Heart and harmony in the hills

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Heart and harmony in the hills

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Distinguished Artists Performance on Aug. 17 at the Great Mountains Music Festival & School, featuring host ensemble Sejong, among others. Provided by the organizer

YONGPYEONG - “Don’t use your brain. Use your heart. Don’t think too much and just feel the harmony.”

In impassioned yet affectionate tones, Slovenian violinist Igor Ozim handed down this sage advice to Kelly Talim, a student at Cedar Park Middle School, after she played a Bach piece on her violin.

And from their seats, the entire audience hung on closely to this exchange.

It is a violin master class at the Great Mountains Music Festival and School. Classical music teachers, students, or simply fans are in Yongpyeong, Gangwon, for three weeks of concerts, classes and just fun.

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From left to right: Violinist Chee-Yun, pianist Helen Huang and cellist Sara Sant’Ambrogio. Provided by the organizer

“Did you think of this as a melody or harmony?” Ozim shoots the question at Talim.

“Melody,” Talim answers with certainty.

“When you play Bach, you must think in harmony. Think of the notes as just ornaments that connect the movement, and make it interesting in-between the chords.” Ozim takes out his violin and demonstrates what he means.

Every summer since 2004, the sounds of violins, violas, cellos, ensembles and orchestras have filled the air at Yongpyong Resort, a picturesque retreat at 700 meters (2,296 feet) above sea level. If visitors are lucky, they might even spot famous faces on the Korean classical scene like cellist Chung Myung-wha, who taught a cello master class this year.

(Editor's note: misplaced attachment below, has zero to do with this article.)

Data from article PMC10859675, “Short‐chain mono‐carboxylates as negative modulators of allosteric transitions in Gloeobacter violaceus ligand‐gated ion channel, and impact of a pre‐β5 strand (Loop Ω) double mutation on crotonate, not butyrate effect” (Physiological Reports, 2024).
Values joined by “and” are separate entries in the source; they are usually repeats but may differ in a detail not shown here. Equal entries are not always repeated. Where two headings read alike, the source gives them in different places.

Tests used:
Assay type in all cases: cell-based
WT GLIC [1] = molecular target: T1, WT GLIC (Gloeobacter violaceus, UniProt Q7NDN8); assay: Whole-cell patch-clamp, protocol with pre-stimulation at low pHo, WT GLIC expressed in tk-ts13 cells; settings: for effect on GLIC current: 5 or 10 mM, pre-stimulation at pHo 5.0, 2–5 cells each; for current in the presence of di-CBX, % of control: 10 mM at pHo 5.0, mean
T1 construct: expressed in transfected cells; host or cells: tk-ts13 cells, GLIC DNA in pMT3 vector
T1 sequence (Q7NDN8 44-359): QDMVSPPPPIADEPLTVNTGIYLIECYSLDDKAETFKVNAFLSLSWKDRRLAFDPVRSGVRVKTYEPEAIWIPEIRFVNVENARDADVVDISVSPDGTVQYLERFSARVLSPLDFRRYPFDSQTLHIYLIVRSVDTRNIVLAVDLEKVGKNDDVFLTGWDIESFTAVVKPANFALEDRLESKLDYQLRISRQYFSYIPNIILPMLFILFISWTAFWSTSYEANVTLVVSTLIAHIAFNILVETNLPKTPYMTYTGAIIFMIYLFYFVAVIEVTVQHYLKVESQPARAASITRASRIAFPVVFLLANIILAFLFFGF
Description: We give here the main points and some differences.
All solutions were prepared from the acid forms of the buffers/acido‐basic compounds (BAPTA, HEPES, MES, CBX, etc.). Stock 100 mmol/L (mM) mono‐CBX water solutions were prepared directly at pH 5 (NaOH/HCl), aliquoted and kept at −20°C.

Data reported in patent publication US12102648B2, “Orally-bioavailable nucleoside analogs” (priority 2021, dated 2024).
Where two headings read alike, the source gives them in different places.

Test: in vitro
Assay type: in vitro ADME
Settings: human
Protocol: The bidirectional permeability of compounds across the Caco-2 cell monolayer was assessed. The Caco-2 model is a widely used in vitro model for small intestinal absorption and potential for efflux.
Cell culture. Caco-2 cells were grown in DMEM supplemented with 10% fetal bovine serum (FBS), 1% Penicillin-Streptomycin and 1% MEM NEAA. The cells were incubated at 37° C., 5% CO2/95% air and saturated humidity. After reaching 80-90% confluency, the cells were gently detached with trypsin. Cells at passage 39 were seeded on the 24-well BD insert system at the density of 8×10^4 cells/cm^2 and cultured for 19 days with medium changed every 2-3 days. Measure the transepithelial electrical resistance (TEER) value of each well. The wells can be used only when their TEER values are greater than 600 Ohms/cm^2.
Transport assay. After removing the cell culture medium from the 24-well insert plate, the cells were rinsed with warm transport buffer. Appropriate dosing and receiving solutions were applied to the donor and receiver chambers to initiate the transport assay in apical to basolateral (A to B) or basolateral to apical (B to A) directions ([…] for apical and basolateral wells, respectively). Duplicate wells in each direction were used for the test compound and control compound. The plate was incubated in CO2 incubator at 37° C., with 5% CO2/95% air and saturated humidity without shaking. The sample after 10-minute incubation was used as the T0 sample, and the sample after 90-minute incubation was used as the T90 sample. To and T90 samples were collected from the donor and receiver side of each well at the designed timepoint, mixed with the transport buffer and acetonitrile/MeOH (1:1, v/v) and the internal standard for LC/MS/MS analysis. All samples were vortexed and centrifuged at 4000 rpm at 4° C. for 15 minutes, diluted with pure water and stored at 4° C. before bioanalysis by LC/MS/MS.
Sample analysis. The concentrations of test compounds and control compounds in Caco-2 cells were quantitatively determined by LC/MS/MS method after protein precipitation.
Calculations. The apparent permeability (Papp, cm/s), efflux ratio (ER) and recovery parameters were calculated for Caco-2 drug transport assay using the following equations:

“The quality of the students and the music is amazing,” Chung said. “As a teacher, it’s such a wonderful experience.”

About 160 students from nine countries including the United States, Austria and Columbia attended this year’s music school.

This year’s festival kicked off with a new, ambitious theme of blending different forms of art, music, image and text. An outstanding example was the performance “Eh Joe,” which adopted music by noted Korean-American composer Earl Kim (1920-1988) and images by Irish dramatist Samuel Beckett (1906-1989).

Reactions to those bold, experimental performances vary, especially among classical novices. But one thing is for certain: There aren’t many musical events in Korea where people can meet so many veteran and rising classical stars at once.

And for the musicians, it’s a rare chance to play with and learn from each other, all against a scenic mountain backdrop.


By Kim Hyung-eun Staff Reporter [hkim@joongang.co.kr]


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